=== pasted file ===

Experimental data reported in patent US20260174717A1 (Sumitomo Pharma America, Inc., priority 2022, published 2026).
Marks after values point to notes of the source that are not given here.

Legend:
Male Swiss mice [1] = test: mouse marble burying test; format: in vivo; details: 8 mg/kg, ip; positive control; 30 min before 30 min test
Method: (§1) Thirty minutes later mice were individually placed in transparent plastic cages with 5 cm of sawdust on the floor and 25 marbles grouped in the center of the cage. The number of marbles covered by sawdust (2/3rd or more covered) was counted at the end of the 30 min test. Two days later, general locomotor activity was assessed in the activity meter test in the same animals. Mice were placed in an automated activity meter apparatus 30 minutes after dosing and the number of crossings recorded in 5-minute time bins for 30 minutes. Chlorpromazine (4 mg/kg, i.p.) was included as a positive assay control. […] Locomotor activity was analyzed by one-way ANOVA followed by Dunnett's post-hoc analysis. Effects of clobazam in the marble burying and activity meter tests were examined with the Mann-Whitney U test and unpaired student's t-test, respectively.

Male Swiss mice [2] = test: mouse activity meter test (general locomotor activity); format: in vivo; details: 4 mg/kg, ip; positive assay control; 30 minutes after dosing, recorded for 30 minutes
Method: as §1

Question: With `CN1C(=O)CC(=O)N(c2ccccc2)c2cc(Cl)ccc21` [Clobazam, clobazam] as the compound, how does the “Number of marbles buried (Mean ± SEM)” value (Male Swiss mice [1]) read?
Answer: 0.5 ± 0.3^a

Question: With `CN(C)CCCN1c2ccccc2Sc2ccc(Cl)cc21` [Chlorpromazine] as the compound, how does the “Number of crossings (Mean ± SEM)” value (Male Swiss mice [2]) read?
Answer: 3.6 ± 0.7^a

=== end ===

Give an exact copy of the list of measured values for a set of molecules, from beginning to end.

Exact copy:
Experimental data reported in patent US20260174717A1 (Sumitomo Pharma America, Inc., priority 2022, published 2026).
Marks after values point to notes of the source that are not given here.

Legend:
Male Swiss mice [1] = test: mouse marble burying test; format: in vivo; details: 8 mg/kg, ip; positive control; 30 min before 30 min test
Method: (§1) Thirty minutes later mice were individually placed in transparent plastic cages with 5 cm of sawdust on the floor and 25 marbles grouped in the center of the cage. The number of marbles covered by sawdust (2/3rd or more covered) was counted at the end of the 30 min test. Two days later, general locomotor activity was assessed in the activity meter test in the same animals. Mice were placed in an automated activity meter apparatus 30 minutes after dosing and the number of crossings recorded in 5-minute time bins for 30 minutes. Chlorpromazine (4 mg/kg, i.p.) was included as a positive assay control. […] Locomotor activity was analyzed by one-way ANOVA followed by Dunnett's post-hoc analysis. Effects of clobazam in the marble burying and activity meter tests were examined with the Mann-Whitney U test and unpaired student's t-test, respectively.

Male Swiss mice [2] = test: mouse activity meter test (general locomotor activity); format: in vivo; details: 4 mg/kg, ip; positive assay control; 30 minutes after dosing, recorded for 30 minutes
Method: as §1

Question: With `CN1C(=O)CC(=O)N(c2ccccc2)c2cc(Cl)ccc21` [Clobazam, clobazam] as the compound, how does the “Number of marbles buried (Mean ± SEM)” value (Male Swiss mice [1]) read?
Answer: 0.5 ± 0.3^a

Question: With `CN(C)CCCN1c2ccccc2Sc2ccc(Cl)cc21` [Chlorpromazine] as the compound, how does the “Number of crossings (Mean ± SEM)” value (Male Swiss mice [2]) read?
Answer: 3.6 ± 0.7^a